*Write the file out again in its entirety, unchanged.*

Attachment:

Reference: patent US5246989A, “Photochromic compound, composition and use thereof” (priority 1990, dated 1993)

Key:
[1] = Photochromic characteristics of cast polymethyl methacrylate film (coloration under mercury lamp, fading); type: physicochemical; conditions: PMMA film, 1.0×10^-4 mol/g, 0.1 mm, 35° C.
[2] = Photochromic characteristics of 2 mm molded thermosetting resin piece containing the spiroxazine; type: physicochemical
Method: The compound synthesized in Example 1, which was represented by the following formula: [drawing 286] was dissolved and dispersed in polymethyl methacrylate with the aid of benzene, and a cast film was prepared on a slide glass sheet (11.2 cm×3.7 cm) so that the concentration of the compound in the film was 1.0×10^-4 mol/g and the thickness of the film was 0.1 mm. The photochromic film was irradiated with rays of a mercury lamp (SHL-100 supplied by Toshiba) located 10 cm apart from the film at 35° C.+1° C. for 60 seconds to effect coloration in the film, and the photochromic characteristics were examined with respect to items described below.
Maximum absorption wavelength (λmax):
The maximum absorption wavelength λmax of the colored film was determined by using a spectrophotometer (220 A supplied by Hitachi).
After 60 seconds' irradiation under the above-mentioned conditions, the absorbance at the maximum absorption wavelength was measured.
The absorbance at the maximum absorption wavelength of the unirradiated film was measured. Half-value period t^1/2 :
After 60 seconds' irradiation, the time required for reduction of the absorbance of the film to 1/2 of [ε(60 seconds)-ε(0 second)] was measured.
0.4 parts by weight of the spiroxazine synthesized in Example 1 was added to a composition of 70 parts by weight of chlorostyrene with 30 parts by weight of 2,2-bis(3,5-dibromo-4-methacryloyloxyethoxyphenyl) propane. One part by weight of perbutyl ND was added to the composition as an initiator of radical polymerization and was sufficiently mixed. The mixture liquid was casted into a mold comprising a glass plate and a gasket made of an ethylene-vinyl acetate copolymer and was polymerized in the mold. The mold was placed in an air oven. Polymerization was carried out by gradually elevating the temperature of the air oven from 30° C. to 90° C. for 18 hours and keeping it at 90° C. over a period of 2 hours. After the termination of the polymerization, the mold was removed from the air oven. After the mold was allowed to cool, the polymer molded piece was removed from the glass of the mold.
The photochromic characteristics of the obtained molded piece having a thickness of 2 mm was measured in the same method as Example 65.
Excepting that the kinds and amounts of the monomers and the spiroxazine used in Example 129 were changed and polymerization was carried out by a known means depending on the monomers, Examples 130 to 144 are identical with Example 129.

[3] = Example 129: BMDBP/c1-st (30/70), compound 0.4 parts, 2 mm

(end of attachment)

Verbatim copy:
Reference: patent US5246989A, “Photochromic compound, composition and use thereof” (priority 1990, dated 1993)

Key:
[1] = Photochromic characteristics of cast polymethyl methacrylate film (coloration under mercury lamp, fading); type: physicochemical; conditions: PMMA film, 1.0×10^-4 mol/g, 0.1 mm, 35° C.
[2] = Photochromic characteristics of 2 mm molded thermosetting resin piece containing the spiroxazine; type: physicochemical
Method: The compound synthesized in Example 1, which was represented by the following formula: [drawing 286] was dissolved and dispersed in polymethyl methacrylate with the aid of benzene, and a cast film was prepared on a slide glass sheet (11.2 cm×3.7 cm) so that the concentration of the compound in the film was 1.0×10^-4 mol/g and the thickness of the film was 0.1 mm. The photochromic film was irradiated with rays of a mercury lamp (SHL-100 supplied by Toshiba) located 10 cm apart from the film at 35° C.+1° C. for 60 seconds to effect coloration in the film, and the photochromic characteristics were examined with respect to items described below.
Maximum absorption wavelength (λmax):
The maximum absorption wavelength λmax of the colored film was determined by using a spectrophotometer (220 A supplied by Hitachi).
After 60 seconds' irradiation under the above-mentioned conditions, the absorbance at the maximum absorption wavelength was measured.
The absorbance at the maximum absorption wavelength of the unirradiated film was measured. Half-value period t^1/2 :
After 60 seconds' irradiation, the time required for reduction of the absorbance of the film to 1/2 of [ε(60 seconds)-ε(0 second)] was measured.
0.4 parts by weight of the spiroxazine synthesized in Example 1 was added to a composition of 70 parts by weight of chlorostyrene with 30 parts by weight of 2,2-bis(3,5-dibromo-4-methacryloyloxyethoxyphenyl) propane. One part by weight of perbutyl ND was added to the composition as an initiator of radical polymerization and was sufficiently mixed. The mixture liquid was casted into a mold comprising a glass plate and a gasket made of an ethylene-vinyl acetate copolymer and was polymerized in the mold. The mold was placed in an air oven. Polymerization was carried out by gradually elevating the temperature of the air oven from 30° C. to 90° C. for 18 hours and keeping it at 90° C. over a period of 2 hours. After the termination of the polymerization, the mold was removed from the air oven. After the mold was allowed to cool, the polymer molded piece was removed from the glass of the mold.
The photochromic characteristics of the obtained molded piece having a thickness of 2 mm was measured in the same method as Example 65.
Excepting that the kinds and amounts of the monomers and the spiroxazine used in Example 129 were changed and polymerization was carried out by a known means depending on the monomers, Examples 130 to 144 are identical with Example 129.

[3] = Example 129: BMDBP/c1-st (30/70), compound 0.4 parts, 2 mm